John Hinshelwood and his wife Anne asked for the hedge to be cut
John Hinshelwood and his wife Anne asked property developer Paul Winocour to trim the line of leylandii evergreens after they shot up to 15ft.
Although he did slightly reduce the height, the couple felt the fast-growing trees were still blocking light into their back court.
Despite several requests to resolve the issue, their wishes were ignored and they finally applied for a high hedge notice from East Renfrewshire Council last summer.
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But the application was turned down in August, with the Hinshelwoods then appealing to Scottish ministers.
But Government Reporter Chris Norman last week ruled the hedge “at its current height, does not adversely affect the reasonable enjoyment of the appellants’ house and garden”.
He added it did not “reduce to any significant degree the amount of light that enters” the Hinshelwoods’ property and dismissed the appeal.
The neighbour cut some height but the hedge was still blocking light
Mr Hinshelwood, 62, was disappointed by the decision.
When my illness put me in the wheelchair, we even had a ramp installed so I could continue to enjoy it
The grandfather-of-four, who lives in Giffnock and does small scale property development with his 61-year-old interior designer wife, added: “It’s been a long haul, going on for the best part of two years now.
“We’ve known Mr Winocour for years and when he moved in 10 years ago he planted the Leyland hedge.
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“The hedge is now around 15ft. It is blocking the light in our garden and makes it feel very claustrophobic.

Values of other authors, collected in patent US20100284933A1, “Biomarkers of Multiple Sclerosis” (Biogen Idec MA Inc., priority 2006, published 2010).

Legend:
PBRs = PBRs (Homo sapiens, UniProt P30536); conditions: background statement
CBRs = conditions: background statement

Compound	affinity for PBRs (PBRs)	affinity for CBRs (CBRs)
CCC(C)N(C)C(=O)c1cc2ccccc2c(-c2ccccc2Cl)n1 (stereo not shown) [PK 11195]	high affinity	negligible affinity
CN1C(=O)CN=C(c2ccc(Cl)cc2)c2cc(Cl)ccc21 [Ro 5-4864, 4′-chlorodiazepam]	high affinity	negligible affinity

“I used to love that garden; it was my hobby. When my illness put me in the wheelchair, we even had a ramp
installed so I could continue to enjoy it.
“But I’ve only been in it a couple of times in the past 18 months or so.”
The retired estate agent insisted there had been no fall-out with Mr Winocour and added their relationship remained “amicable” for “most part”.
He added: “I am perfectly happy for it to be above the height of two metres (6.5ft), which is the legislation height, and have told him so.
Their application for a high hedge notice was denied
“Mr Winocour has reduced the height at times a bit but he could afford to reduce it further.
“If he’d be happy to bring the height of his hedge down to eight to 10ft, he’d still have the protection he desires but it would make such a difference to us.”
The Scottish Government guidance on high hedges states they have to be completely or mainly formed of a row of two or more trees or shrubs rising to a height of more than 6.5ft above ground level and creating a barrier to light, unless gaps in the hedge “significantly reduce” the overall effect.
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Mr Winocour told officials he did not believe a high hedge notice should be served as it did not act as an “impenetrable barrier to light” and “has numerous gaps between branches to allow light to pass through”.
He reiterated the hedge ensured privacy for his and his neighbour’s garden and property and lowering it would “greatly reduce” this and added the trees also served as a noise barrier and protected them from wind and other elements.
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